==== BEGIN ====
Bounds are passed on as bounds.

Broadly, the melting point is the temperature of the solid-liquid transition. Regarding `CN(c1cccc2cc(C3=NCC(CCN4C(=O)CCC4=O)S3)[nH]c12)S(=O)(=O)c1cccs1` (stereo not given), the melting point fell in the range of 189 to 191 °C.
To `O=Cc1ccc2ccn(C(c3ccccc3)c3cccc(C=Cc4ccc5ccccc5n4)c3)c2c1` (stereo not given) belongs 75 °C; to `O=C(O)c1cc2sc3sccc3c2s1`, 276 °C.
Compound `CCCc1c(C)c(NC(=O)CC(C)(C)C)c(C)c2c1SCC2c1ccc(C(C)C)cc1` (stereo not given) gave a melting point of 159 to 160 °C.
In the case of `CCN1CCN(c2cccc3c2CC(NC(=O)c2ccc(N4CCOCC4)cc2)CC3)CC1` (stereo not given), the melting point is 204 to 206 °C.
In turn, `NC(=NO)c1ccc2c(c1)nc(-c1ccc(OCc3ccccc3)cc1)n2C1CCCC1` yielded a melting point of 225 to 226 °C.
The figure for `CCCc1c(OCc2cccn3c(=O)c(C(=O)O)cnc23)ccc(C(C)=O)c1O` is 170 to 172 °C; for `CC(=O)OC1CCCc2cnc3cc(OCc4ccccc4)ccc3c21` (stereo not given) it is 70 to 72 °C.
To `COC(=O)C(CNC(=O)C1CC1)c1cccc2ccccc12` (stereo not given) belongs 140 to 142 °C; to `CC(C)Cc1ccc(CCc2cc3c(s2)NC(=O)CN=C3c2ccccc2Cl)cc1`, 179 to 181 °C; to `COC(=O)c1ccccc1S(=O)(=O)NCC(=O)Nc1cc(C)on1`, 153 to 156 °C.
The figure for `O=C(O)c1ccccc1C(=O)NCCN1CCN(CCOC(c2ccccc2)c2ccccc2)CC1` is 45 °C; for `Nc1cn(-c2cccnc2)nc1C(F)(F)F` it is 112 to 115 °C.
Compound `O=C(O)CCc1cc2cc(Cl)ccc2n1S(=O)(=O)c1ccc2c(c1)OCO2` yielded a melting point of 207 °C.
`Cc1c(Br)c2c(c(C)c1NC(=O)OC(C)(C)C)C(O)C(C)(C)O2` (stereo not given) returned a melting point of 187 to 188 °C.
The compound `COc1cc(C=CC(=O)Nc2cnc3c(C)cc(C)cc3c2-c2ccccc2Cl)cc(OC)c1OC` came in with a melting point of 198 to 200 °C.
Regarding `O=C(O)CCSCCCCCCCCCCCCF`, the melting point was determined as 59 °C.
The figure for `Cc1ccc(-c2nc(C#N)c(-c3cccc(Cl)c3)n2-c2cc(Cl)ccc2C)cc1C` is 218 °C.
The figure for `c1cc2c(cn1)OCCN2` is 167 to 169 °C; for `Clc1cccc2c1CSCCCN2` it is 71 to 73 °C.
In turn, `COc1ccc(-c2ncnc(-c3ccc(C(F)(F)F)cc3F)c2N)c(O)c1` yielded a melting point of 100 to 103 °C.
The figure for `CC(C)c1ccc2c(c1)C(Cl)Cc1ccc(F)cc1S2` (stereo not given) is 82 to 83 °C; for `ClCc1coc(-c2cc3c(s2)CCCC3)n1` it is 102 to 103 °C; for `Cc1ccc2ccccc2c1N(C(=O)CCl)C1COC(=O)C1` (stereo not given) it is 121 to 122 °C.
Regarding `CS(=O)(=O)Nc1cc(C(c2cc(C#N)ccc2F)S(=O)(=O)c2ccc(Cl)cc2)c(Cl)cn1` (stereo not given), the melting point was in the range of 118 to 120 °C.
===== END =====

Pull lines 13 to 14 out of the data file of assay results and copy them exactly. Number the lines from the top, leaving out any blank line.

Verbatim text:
Regarding `O=C(O)CCSCCCCCCCCCCCCF`, the melting point was determined as 59 °C.
The figure for `Cc1ccc(-c2nc(C#N)c(-c3cccc(Cl)c3)n2-c2cc(Cl)ccc2C)cc1C` is 218 °C.